Along the path of its incremental application over some five centuries the reason of capital gradually imposed itself as the reason and explanation of almost everything. Philosophers absorbed it and rationalized it into what came to be known as rationalism. We saw how the new rationalists were also dabbling in technical applications that would equip early industrialization. It was like a grand move of pragmatic people in search of ways to generate profits in order to acquire always more material possessions. (1)
With the advent of competition between offers (individualism in the offer of products) was born the need to give all consumers the right to choose what products they preferred to buy. This same mechanism was then extended to free choice on the market for ideas and political initiatives. Mass consumerism ensued and so was established the centrality of the individual atom over any societal concern. To get their votes politicians started to promise the moon to their constituents and while in power they renegaded on most of those promises. Along the 20th century they nevertheless put in place social systems to please their constituents in reelecting them; systems that today appear difficult to continue to finance and also difficult to terminate due to popular pressure to maintain them in place.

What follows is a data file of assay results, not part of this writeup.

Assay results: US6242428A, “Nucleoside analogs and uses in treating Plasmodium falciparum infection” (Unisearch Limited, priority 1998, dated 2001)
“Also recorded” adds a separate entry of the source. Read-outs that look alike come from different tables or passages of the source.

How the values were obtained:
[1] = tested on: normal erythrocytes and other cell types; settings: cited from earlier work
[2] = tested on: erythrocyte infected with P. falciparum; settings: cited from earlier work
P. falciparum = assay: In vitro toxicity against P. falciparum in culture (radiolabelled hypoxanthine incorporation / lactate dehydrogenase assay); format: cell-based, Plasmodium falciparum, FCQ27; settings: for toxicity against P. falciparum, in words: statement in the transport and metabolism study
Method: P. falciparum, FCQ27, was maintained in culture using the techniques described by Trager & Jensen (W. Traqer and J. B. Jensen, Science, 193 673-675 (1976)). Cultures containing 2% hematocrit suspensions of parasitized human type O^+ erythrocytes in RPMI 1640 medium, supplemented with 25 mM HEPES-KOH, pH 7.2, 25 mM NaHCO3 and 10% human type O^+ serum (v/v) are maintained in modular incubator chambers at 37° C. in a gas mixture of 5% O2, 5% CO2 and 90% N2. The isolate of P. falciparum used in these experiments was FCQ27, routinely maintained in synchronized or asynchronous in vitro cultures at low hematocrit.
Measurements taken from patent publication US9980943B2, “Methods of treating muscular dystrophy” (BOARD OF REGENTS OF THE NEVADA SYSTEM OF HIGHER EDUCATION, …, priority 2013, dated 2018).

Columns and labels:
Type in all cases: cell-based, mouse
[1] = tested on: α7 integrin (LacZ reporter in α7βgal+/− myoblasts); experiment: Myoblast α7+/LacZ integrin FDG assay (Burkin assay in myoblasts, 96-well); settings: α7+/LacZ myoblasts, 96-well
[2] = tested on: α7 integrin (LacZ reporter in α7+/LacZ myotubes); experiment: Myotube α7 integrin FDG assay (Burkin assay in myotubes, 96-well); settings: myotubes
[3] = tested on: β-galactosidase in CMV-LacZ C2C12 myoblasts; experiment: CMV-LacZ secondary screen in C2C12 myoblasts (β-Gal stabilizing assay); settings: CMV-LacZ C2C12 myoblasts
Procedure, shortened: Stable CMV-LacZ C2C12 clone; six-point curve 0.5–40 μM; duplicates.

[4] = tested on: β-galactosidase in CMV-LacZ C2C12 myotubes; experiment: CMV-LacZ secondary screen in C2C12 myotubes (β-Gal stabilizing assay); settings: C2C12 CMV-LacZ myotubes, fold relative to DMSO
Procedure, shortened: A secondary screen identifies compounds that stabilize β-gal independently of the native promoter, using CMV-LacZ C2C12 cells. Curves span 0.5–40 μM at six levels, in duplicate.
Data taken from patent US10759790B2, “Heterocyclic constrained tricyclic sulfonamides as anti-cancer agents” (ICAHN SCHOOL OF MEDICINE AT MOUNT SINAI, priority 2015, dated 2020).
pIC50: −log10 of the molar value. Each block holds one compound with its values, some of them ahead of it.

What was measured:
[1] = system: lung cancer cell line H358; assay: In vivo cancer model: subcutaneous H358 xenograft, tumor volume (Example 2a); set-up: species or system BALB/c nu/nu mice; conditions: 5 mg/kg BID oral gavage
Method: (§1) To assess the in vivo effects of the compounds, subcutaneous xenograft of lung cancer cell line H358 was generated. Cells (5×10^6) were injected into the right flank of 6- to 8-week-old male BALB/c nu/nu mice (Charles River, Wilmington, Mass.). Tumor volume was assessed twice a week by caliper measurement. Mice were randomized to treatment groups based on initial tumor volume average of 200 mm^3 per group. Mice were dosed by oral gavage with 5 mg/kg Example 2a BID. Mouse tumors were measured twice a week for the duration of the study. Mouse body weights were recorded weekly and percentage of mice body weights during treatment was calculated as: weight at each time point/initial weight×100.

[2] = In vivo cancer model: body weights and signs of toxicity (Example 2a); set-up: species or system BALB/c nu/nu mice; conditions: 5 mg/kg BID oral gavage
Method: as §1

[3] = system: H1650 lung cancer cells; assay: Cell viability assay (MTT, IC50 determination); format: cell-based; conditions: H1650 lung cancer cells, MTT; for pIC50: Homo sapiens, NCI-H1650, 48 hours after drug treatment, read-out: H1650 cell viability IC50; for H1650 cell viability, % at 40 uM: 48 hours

Thus was set in motion the 'illusionist' perspective of absolute personal free-will. While this was arguably having a rather benign effect in the field of consumerism it was altogether another ballgame in the field of ideas and political choice. The moment that ideas were left to the personal choice of the individuals an inescapable process was set in motion: